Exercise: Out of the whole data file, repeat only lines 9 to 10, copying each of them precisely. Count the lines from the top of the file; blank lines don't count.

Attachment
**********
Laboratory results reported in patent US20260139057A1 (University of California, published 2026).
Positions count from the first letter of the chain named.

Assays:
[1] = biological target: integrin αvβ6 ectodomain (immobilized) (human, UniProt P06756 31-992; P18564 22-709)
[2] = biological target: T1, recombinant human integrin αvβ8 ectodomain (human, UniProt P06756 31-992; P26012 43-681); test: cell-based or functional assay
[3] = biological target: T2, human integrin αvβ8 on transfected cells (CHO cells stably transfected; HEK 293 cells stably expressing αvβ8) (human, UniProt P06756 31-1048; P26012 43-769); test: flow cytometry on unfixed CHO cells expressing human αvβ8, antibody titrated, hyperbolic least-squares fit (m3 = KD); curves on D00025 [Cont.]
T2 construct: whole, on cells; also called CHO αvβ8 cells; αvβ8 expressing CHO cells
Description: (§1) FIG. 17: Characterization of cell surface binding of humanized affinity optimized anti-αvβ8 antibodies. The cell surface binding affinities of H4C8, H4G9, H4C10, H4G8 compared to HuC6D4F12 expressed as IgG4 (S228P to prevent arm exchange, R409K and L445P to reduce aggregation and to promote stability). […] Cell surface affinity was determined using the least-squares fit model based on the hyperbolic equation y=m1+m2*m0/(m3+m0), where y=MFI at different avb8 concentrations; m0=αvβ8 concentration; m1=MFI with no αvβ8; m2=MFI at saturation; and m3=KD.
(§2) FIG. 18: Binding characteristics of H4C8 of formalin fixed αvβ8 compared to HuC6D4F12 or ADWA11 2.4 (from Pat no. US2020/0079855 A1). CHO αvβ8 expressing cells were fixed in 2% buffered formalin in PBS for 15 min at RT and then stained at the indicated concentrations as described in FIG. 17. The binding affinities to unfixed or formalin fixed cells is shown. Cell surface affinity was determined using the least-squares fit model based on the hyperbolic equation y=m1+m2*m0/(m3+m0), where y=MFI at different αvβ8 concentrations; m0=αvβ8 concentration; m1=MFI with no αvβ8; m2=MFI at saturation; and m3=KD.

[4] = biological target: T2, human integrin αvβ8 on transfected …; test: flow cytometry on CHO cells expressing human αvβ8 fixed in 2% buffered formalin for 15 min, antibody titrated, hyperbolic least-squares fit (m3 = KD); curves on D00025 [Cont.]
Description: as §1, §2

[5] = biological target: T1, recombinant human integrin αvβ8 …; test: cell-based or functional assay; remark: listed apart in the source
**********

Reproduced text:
(§2) FIG. 18: Binding characteristics of H4C8 of formalin fixed αvβ8 compared to HuC6D4F12 or ADWA11 2.4 (from Pat no. US2020/0079855 A1). CHO αvβ8 expressing cells were fixed in 2% buffered formalin in PBS for 15 min at RT and then stained at the indicated concentrations as described in FIG. 17. The binding affinities to unfixed or formalin fixed cells is shown. Cell surface affinity was determined using the least-squares fit model based on the hyperbolic equation y=m1+m2*m0/(m3+m0), where y=MFI at different αvβ8 concentrations; m0=αvβ8 concentration; m1=MFI with no αvβ8; m2=MFI at saturation; and m3=KD.

[4] = biological target: T2, human integrin αvβ8 on transfected …; test: flow cytometry on CHO cells expressing human αvβ8 fixed in 2% buffered formalin for 15 min, antibody titrated, hyperbolic least-squares fit (m3 = KD); curves on D00025 [Cont.]